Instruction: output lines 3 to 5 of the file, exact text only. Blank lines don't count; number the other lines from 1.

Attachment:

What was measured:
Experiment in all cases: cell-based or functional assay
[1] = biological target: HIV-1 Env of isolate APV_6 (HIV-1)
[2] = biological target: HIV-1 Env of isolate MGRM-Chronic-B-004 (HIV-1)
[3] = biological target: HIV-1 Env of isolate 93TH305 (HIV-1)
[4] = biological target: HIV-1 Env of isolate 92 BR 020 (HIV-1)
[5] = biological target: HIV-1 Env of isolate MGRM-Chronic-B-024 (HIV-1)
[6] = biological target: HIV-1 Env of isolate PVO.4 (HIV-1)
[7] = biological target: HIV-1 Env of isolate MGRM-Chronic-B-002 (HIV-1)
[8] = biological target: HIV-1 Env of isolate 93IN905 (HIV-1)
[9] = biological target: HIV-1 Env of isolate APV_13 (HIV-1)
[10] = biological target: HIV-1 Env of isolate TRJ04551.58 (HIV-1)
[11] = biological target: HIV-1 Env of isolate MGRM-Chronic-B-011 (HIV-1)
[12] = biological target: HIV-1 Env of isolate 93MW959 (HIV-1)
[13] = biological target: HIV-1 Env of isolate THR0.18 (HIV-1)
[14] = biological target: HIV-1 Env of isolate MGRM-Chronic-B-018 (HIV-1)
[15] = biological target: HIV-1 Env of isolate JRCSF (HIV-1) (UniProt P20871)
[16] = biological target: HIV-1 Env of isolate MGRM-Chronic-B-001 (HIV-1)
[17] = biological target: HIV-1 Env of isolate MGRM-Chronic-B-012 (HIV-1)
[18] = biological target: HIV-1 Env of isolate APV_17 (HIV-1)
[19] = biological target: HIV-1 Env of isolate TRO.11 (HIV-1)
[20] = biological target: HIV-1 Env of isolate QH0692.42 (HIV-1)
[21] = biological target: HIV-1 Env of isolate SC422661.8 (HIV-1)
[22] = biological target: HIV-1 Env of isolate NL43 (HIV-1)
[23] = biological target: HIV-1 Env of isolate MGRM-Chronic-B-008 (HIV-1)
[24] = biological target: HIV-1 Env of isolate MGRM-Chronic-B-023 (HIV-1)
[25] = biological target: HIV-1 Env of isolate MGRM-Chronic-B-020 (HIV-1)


[1] = biological target: HIV-1 Env of isolate APV_6 (HIV-1)
[2] = biological target: HIV-1 Env of isolate MGRM-Chronic-B-004 (HIV-1)
[3] = biological target: HIV-1 Env of isolate 93TH305 (HIV-1)